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Neglect scandal prompts new British health rules


The British National Health Service (NHS) has introduced a new raft of rules in a bid to repair its reputation which has been already damaged as a result of mistreatment or neglect of patients, Press TV reports.

According to new regulations, NHS managers and staff who mistreat or neglect patients will face up to five years in jail.

The new regulations, adopted in the wake of a scandal at a hospital where hundreds of patients died of neglect and appalling care, are part of attempts to clean up the country’s health system, according to Press TV’s correspondent in London.

The new measures come after the Mid Staffordshire scandal, where up to 1,200 patients died as a result of neglect and poor care between 2005 and 2009.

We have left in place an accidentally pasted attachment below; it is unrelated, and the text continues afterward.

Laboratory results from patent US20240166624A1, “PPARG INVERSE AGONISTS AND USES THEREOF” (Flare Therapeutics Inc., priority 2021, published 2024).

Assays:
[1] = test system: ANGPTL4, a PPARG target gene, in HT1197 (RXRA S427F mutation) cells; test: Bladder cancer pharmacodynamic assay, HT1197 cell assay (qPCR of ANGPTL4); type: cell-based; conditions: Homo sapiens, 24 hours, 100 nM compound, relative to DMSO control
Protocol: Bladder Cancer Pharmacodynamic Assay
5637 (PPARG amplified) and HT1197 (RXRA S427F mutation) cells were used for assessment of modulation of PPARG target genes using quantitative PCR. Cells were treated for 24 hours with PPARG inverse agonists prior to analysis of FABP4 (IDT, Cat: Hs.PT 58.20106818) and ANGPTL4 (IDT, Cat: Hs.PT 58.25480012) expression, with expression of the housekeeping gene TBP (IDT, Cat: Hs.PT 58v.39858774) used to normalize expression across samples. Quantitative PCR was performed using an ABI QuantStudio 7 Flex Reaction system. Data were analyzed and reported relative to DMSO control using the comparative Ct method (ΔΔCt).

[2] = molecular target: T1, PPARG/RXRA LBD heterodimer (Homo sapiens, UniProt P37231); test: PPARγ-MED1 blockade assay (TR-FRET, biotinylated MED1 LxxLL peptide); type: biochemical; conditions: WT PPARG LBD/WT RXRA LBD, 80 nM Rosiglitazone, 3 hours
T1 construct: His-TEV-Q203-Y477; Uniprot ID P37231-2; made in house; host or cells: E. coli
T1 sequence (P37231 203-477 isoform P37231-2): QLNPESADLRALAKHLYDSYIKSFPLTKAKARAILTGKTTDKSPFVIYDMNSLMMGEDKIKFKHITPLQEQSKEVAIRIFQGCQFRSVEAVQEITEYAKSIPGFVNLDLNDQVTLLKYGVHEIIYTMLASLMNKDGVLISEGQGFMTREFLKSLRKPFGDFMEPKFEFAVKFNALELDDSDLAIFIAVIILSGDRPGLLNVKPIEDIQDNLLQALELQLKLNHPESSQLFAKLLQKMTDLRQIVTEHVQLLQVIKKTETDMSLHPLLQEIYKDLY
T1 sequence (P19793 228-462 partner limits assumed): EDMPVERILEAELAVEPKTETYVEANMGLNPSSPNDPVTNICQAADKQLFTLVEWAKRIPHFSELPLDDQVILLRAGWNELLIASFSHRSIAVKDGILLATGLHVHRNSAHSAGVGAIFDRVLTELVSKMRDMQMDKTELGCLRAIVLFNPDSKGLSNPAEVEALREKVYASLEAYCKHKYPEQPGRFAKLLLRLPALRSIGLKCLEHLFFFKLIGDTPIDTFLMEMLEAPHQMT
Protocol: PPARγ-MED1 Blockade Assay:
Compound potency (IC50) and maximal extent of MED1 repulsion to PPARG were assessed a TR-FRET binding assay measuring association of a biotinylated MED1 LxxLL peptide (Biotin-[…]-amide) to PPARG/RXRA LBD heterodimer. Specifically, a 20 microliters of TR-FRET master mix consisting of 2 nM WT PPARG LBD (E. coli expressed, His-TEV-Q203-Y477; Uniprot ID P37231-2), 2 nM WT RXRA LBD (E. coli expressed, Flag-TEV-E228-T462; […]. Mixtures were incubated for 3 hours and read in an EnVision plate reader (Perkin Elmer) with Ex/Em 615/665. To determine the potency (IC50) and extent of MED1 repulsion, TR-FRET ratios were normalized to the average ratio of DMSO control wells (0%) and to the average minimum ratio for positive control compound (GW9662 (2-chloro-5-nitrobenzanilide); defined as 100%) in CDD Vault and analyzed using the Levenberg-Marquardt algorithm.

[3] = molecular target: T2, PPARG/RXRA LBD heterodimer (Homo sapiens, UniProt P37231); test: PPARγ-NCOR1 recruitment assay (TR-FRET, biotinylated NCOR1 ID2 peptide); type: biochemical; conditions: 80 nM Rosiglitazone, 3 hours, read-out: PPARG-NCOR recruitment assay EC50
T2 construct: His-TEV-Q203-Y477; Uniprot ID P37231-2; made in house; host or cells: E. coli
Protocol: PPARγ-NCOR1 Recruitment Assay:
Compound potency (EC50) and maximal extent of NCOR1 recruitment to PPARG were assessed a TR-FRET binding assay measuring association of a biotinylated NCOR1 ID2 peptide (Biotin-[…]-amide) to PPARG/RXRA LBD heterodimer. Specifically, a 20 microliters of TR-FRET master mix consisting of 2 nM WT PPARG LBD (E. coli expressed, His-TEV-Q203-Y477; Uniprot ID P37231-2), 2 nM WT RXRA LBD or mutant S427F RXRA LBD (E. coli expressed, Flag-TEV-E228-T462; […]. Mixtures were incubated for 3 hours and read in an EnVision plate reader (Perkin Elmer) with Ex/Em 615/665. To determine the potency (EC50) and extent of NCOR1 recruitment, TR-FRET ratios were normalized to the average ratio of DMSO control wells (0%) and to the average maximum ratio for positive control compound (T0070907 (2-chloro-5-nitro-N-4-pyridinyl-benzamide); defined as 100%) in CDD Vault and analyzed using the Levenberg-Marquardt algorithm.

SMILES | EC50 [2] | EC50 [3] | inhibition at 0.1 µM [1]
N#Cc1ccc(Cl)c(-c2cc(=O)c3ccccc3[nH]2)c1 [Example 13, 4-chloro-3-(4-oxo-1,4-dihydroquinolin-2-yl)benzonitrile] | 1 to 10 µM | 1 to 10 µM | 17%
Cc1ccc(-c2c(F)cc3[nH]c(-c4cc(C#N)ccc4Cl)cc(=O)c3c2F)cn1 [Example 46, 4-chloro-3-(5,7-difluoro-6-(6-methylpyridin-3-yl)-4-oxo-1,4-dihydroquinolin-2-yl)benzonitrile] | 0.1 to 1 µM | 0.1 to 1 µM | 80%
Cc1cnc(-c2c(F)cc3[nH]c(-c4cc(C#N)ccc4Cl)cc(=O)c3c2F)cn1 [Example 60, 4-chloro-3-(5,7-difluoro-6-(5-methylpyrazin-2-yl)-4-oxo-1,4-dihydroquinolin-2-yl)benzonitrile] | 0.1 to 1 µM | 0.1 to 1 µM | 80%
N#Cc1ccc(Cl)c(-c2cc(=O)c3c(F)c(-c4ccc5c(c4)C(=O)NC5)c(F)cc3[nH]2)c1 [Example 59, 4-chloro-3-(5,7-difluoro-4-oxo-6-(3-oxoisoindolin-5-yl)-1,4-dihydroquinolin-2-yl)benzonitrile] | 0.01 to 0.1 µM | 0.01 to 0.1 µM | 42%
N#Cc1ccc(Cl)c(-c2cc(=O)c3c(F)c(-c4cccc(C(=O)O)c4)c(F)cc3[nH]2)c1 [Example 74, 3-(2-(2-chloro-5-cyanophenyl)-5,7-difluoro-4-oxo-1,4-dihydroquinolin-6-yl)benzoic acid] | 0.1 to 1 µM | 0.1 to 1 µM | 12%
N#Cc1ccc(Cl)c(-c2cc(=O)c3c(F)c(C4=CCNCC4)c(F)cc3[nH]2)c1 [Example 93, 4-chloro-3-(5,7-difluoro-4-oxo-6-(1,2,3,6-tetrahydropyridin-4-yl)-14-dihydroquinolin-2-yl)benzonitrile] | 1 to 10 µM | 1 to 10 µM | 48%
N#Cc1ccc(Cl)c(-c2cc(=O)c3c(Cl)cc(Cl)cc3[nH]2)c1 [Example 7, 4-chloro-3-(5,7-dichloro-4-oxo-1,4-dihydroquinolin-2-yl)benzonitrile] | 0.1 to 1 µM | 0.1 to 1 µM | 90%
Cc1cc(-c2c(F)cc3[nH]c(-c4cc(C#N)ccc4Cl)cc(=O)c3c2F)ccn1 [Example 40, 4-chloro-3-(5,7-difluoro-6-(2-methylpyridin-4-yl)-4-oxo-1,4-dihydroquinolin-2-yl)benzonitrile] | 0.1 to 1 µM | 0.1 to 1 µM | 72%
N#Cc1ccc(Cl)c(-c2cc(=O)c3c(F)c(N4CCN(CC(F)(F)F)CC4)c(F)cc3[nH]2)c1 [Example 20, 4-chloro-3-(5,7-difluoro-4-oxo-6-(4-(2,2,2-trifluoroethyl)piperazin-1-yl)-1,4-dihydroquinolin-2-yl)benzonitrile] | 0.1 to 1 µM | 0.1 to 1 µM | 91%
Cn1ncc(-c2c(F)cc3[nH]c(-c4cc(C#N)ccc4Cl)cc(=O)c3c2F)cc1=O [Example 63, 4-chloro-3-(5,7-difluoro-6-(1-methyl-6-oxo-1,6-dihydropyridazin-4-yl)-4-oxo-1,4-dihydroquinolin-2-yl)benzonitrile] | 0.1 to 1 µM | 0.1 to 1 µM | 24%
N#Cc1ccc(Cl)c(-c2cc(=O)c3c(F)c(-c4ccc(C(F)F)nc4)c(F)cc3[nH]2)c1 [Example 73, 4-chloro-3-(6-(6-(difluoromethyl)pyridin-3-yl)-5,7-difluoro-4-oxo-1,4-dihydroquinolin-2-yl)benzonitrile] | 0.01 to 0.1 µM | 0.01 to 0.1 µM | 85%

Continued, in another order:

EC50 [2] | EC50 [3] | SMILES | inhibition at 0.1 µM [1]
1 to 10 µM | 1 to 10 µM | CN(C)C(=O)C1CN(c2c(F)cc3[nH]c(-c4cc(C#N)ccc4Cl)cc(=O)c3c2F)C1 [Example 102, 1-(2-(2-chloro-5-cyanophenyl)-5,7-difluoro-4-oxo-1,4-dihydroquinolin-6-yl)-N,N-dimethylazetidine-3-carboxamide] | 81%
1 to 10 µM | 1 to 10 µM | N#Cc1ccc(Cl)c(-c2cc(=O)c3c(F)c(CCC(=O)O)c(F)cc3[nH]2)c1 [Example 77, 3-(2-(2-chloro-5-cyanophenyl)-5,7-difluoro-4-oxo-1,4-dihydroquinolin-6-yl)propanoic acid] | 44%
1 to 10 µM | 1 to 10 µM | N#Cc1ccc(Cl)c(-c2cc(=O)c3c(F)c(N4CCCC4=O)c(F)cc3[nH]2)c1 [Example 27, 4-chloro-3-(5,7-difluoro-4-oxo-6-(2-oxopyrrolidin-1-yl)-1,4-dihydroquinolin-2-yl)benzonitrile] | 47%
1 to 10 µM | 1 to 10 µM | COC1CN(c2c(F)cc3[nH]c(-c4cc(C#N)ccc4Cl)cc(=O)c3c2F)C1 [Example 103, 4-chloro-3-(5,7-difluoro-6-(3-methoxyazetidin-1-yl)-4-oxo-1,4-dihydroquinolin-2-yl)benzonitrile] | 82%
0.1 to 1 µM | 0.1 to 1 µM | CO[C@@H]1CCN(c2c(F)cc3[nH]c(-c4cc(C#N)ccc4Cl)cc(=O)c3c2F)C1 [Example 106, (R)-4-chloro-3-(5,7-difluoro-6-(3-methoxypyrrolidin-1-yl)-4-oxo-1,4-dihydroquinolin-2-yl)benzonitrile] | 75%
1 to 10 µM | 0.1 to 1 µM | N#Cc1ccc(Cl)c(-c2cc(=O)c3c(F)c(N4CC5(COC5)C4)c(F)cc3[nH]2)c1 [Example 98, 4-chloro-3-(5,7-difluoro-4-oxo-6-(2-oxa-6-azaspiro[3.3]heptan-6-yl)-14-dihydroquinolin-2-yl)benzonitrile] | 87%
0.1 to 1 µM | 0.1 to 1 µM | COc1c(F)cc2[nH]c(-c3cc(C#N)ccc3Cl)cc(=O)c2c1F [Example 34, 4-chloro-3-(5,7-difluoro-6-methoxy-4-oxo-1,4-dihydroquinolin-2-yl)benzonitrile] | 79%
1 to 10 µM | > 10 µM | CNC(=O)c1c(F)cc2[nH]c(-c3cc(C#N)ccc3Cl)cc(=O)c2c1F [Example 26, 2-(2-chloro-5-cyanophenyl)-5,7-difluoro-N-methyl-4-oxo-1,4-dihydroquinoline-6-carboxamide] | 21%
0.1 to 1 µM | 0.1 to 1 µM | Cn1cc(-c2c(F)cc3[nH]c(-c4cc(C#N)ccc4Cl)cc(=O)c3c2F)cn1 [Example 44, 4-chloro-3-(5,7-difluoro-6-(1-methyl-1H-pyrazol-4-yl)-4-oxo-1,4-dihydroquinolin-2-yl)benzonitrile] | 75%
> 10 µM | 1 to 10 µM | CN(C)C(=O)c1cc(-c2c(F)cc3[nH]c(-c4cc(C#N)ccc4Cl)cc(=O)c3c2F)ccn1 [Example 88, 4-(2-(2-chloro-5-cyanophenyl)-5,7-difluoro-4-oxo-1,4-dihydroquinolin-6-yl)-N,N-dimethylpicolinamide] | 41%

A three-year public inquiry into the scandal heard horrifying examples of abuse and neglect, including patients having been left starving and soiled in their beds, or so thirsty that they drank water from vases.

Prime Minister David Cameron said health workers who mistreated and abused patients would face “the full force of the law” in a package of reforms to be unveiled next week.

Cameron added that the Mid Staffordshire scandal showed that “sometimes the standard of care is not good enough,” adding, “Never again will we allow substandard care, cruelty or neglect to go unnoticed and unpunished.”

But the British Medical Association said medics could be less likely to speak out against their colleagues if they thought it could lead to them going to jail.

“They don’t need this new climate of fear,” Andrew Collier, co-chairman of the BMA’s junior doctors’ committee, told the BBC, adding, “What they need to do is learn from their mistakes and develop their practice.”

Analysts say cutbacks, policy changes and political maneuverings have adversely affected Britain’s healthcare service.

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